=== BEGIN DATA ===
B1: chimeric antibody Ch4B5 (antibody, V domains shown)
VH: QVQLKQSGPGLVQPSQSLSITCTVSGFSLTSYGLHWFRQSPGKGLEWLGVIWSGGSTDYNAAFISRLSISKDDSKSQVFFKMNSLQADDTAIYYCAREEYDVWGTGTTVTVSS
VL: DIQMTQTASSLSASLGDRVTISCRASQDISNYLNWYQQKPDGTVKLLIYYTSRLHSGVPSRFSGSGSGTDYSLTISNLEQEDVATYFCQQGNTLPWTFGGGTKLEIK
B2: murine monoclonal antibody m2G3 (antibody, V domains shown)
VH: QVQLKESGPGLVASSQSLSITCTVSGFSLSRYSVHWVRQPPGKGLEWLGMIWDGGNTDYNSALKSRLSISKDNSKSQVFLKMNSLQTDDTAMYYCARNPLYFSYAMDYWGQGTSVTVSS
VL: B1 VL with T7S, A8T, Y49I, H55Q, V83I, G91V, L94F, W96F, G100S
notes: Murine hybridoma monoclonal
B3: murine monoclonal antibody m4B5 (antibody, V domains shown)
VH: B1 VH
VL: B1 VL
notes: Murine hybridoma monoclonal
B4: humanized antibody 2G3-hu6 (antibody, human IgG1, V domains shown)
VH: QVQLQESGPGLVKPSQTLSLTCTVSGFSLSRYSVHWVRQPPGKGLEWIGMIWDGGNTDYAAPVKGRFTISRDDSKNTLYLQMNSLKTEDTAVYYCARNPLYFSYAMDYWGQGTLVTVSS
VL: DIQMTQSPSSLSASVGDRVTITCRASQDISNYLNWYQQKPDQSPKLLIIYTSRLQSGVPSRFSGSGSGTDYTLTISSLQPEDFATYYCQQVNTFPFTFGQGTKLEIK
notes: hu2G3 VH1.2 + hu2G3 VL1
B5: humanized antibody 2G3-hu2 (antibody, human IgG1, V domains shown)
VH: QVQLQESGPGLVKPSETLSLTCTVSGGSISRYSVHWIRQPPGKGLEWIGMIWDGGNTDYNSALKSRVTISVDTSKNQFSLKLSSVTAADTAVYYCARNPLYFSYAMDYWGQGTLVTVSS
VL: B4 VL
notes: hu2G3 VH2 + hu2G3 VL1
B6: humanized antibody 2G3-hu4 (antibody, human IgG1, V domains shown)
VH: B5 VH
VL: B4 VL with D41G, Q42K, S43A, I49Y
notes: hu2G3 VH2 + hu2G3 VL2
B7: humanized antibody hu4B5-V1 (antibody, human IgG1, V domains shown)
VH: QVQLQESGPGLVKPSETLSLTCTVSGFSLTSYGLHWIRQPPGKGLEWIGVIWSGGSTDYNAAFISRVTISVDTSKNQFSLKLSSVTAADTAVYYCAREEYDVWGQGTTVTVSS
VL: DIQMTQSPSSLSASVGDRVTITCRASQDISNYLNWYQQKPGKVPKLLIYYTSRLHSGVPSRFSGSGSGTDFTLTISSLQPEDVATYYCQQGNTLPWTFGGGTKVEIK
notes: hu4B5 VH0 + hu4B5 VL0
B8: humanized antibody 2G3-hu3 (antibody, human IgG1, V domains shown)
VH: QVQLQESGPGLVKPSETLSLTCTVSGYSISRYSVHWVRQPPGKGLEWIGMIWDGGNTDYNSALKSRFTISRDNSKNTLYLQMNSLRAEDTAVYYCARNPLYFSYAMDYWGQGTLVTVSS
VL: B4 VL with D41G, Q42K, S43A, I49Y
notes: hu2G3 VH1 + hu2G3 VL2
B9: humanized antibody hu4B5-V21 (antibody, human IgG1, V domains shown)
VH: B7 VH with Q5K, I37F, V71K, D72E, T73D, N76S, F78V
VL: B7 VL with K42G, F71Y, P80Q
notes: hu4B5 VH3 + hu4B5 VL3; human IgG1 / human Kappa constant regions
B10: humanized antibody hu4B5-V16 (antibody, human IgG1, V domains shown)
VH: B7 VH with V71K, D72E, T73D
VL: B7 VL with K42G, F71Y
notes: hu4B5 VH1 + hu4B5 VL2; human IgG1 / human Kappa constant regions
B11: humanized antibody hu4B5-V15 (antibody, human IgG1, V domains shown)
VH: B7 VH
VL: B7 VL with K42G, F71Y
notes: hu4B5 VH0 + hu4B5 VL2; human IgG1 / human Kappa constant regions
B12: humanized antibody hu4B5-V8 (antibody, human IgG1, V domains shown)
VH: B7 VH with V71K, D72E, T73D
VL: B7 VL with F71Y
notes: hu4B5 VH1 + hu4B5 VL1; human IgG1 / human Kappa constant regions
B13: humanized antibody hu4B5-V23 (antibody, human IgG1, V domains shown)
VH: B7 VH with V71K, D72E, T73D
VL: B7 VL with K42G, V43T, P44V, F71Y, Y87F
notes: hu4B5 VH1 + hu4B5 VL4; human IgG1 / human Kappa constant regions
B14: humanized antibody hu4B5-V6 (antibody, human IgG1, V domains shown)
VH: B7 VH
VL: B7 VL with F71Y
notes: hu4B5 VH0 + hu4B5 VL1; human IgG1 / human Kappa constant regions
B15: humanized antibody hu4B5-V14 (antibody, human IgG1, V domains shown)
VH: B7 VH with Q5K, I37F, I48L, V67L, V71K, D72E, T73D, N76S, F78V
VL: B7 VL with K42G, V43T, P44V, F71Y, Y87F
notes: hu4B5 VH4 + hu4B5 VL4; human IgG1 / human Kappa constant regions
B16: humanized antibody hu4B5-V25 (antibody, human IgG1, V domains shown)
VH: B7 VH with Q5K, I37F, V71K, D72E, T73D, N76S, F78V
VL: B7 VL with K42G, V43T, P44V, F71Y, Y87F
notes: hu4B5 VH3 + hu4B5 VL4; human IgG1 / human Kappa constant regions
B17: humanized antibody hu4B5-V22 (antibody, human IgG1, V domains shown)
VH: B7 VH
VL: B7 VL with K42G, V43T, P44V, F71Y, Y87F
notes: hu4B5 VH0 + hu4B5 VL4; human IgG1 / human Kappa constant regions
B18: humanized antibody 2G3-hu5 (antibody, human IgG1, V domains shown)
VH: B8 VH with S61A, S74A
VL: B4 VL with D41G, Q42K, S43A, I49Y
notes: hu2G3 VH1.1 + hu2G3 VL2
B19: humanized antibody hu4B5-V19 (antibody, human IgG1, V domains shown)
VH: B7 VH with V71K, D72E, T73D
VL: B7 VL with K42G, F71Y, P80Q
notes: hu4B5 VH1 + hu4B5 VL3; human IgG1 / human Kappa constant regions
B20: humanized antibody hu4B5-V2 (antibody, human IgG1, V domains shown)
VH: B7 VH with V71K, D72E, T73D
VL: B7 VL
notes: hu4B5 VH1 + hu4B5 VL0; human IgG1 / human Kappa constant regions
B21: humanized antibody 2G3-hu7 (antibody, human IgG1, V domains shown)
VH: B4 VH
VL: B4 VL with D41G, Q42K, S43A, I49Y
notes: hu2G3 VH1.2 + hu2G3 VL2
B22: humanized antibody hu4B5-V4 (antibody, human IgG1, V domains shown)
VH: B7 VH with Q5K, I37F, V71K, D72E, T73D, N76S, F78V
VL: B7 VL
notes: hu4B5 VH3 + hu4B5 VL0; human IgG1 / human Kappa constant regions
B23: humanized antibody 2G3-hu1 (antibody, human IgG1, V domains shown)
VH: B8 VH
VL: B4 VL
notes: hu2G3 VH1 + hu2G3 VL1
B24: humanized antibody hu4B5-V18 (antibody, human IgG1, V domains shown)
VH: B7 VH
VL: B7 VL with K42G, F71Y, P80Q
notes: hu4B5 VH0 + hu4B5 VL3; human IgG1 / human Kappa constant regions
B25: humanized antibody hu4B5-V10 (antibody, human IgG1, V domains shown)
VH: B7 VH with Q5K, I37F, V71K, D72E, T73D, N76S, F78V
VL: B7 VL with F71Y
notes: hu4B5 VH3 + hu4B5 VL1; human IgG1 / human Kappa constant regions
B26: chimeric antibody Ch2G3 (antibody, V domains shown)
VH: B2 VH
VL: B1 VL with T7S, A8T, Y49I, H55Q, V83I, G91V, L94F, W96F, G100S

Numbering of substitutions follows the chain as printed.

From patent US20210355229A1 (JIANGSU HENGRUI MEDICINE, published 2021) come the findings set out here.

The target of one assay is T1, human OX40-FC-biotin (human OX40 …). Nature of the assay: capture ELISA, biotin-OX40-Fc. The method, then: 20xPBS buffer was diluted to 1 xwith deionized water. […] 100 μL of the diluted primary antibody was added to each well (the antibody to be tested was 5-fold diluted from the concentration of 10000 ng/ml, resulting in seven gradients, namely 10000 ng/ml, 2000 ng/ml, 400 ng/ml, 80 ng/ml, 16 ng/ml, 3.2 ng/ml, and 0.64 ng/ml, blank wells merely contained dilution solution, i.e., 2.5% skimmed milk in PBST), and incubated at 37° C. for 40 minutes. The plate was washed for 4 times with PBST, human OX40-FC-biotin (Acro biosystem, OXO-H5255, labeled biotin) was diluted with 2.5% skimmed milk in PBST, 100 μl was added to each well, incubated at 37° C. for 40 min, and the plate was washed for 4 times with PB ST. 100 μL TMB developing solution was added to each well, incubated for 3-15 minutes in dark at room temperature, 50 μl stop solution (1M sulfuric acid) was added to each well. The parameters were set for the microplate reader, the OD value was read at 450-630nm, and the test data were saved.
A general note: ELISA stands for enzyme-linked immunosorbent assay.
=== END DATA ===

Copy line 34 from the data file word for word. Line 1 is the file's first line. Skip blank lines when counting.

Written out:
VL: B7 VL with K42G, F71Y, P80Q